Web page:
What if, for example, the Industrial Revolution never happened? Or, even better, what if something went so awry with the Industrial Revolution that a country rose up against it and threw out the whole idea of manufacturing, reshaping their culture to be entirely based around making things with one's own two hands? And what if the need for technology, for cool devices and complex machinery is regulated by a class of people who were educated entirely for the purpose of making beautiful machines, who are experts on the bad old days -- drilled in the horrors of manufacturing -- so that it won't happen again?
I still haven't finished Neddeth's Bed. Songs for a Machine Age came from the questions I had while writing Neddeth, and grew into a fun adventure novel, with all of the above questions as background. But the layers of understanding, like so many things, went on from there, and now I'm working on the next layer down, the reason why their revolution happened. What could possibly change a culture so much? I had to find out, so I am writing it; and it is definitely not a fun adventure novel. So if you need me, I'll be in the basement, peeling the onion of my world -- and rooting around in all the machine-parts.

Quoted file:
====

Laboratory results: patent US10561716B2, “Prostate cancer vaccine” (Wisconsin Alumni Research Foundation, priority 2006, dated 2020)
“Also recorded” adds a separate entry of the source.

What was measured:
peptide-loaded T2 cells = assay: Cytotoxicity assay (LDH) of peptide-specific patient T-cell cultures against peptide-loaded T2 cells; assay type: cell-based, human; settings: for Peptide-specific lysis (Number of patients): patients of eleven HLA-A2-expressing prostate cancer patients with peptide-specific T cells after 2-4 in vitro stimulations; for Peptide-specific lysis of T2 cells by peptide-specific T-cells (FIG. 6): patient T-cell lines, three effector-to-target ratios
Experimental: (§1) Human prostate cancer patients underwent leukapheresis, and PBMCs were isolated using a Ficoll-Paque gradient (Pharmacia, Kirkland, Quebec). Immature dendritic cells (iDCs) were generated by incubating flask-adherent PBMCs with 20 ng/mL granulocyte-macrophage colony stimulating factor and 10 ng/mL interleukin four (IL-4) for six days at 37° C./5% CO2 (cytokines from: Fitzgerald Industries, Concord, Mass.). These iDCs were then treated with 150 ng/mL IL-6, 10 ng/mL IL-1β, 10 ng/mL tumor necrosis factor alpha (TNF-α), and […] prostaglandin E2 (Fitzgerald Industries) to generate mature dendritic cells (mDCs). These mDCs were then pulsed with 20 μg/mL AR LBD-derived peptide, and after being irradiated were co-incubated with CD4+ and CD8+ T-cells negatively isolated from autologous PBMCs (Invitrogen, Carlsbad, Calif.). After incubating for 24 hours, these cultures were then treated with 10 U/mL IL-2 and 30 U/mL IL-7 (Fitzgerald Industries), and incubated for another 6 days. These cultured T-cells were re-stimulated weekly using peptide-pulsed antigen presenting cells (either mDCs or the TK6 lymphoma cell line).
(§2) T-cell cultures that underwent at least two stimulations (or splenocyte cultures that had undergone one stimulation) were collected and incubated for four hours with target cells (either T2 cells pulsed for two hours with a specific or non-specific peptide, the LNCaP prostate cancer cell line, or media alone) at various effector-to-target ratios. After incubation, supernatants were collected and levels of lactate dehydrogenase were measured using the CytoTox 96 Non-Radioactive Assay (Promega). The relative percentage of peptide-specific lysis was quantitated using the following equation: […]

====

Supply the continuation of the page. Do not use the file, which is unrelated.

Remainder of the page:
...and... if you want to see some machines that distinctly remind me of some of the Festival Devices I imagined in Songs, check these out:
Such amazing attention to detail! Seriously, it's extraordinary how every tiny piece of these devices are carefully crafted. Just exactly like I imagine the devices in the book. Now if this artist only made things that were ambulatory...!
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Odd bonus: Interesting blog post about Descartes and automata.